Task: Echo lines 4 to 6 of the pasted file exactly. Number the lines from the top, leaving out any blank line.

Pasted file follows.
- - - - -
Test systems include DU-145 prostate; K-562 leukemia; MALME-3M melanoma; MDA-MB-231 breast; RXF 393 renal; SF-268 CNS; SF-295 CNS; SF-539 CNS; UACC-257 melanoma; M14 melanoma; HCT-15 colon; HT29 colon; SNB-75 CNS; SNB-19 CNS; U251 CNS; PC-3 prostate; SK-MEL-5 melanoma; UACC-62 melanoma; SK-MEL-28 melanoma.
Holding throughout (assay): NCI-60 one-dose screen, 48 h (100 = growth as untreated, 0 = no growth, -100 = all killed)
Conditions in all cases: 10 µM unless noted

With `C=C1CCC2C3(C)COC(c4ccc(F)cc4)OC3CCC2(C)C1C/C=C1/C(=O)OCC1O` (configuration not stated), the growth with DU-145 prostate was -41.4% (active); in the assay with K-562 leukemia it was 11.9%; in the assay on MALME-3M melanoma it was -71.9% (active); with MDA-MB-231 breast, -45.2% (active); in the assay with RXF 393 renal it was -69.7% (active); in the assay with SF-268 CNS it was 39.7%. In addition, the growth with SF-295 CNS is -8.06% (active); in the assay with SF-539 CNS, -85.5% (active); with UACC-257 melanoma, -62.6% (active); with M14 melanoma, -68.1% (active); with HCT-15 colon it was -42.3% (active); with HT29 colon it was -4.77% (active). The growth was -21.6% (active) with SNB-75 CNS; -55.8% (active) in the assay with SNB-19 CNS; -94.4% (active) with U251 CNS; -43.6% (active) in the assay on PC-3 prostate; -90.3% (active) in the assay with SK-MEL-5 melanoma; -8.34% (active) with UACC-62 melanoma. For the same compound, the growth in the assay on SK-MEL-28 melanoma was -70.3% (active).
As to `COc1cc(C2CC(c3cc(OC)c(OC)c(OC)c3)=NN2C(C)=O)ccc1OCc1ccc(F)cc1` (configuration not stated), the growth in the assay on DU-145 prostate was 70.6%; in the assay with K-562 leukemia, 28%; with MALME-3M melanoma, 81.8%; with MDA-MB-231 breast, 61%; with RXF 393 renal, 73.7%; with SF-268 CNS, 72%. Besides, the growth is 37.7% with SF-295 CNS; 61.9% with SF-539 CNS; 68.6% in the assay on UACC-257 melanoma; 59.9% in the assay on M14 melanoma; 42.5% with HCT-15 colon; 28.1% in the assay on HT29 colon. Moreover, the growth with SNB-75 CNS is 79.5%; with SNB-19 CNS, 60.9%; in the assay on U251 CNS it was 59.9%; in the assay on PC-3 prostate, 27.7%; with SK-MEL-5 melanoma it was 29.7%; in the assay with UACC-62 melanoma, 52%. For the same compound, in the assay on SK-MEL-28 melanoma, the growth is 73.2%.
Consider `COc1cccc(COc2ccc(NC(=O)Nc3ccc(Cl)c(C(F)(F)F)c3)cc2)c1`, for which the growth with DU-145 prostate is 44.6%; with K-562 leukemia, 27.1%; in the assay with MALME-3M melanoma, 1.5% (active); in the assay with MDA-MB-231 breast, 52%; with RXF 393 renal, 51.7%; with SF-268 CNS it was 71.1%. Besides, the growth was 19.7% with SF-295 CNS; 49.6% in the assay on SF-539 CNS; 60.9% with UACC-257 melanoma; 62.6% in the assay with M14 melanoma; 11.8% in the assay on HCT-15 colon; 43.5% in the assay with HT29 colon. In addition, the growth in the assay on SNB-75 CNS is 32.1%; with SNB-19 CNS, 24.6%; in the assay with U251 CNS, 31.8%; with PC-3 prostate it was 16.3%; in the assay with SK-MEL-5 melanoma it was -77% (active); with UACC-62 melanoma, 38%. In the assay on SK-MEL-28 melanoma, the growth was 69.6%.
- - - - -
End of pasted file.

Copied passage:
With `C=C1CCC2C3(C)COC(c4ccc(F)cc4)OC3CCC2(C)C1C/C=C1/C(=O)OCC1O` (configuration not stated), the growth with DU-145 prostate was -41.4% (active); in the assay with K-562 leukemia it was 11.9%; in the assay on MALME-3M melanoma it was -71.9% (active); with MDA-MB-231 breast, -45.2% (active); in the assay with RXF 393 renal it was -69.7% (active); in the assay with SF-268 CNS it was 39.7%. In addition, the growth with SF-295 CNS is -8.06% (active); in the assay with SF-539 CNS, -85.5% (active); with UACC-257 melanoma, -62.6% (active); with M14 melanoma, -68.1% (active); with HCT-15 colon it was -42.3% (active); with HT29 colon it was -4.77% (active). The growth was -21.6% (active) with SNB-75 CNS; -55.8% (active) in the assay with SNB-19 CNS; -94.4% (active) with U251 CNS; -43.6% (active) in the assay on PC-3 prostate; -90.3% (active) in the assay with SK-MEL-5 melanoma; -8.34% (active) with UACC-62 melanoma. For the same compound, the growth in the assay on SK-MEL-28 melanoma was -70.3% (active).
As to `COc1cc(C2CC(c3cc(OC)c(OC)c(OC)c3)=NN2C(C)=O)ccc1OCc1ccc(F)cc1` (configuration not stated), the growth in the assay on DU-145 prostate was 70.6%; in the assay with K-562 leukemia, 28%; with MALME-3M melanoma, 81.8%; with MDA-MB-231 breast, 61%; with RXF 393 renal, 73.7%; with SF-268 CNS, 72%. Besides, the growth is 37.7% with SF-295 CNS; 61.9% with SF-539 CNS; 68.6% in the assay on UACC-257 melanoma; 59.9% in the assay on M14 melanoma; 42.5% with HCT-15 colon; 28.1% in the assay on HT29 colon. Moreover, the growth with SNB-75 CNS is 79.5%; with SNB-19 CNS, 60.9%; in the assay on U251 CNS it was 59.9%; in the assay on PC-3 prostate, 27.7%; with SK-MEL-5 melanoma it was 29.7%; in the assay with UACC-62 melanoma, 52%. For the same compound, in the assay on SK-MEL-28 melanoma, the growth is 73.2%.
Consider `COc1cccc(COc2ccc(NC(=O)Nc3ccc(Cl)c(C(F)(F)F)c3)cc2)c1`, for which the growth with DU-145 prostate is 44.6%; with K-562 leukemia, 27.1%; in the assay with MALME-3M melanoma, 1.5% (active); in the assay with MDA-MB-231 breast, 52%; with RXF 393 renal, 51.7%; with SF-268 CNS it was 71.1%. Besides, the growth was 19.7% with SF-295 CNS; 49.6% in the assay on SF-539 CNS; 60.9% with UACC-257 melanoma; 62.6% in the assay with M14 melanoma; 11.8% in the assay on HCT-15 colon; 43.5% in the assay with HT29 colon. In addition, the growth in the assay on SNB-75 CNS is 32.1%; with SNB-19 CNS, 24.6%; in the assay with U251 CNS, 31.8%; with PC-3 prostate it was 16.3%; in the assay with SK-MEL-5 melanoma it was -77% (active); with UACC-62 melanoma, 38%. In the assay on SK-MEL-28 melanoma, the growth was 69.6%.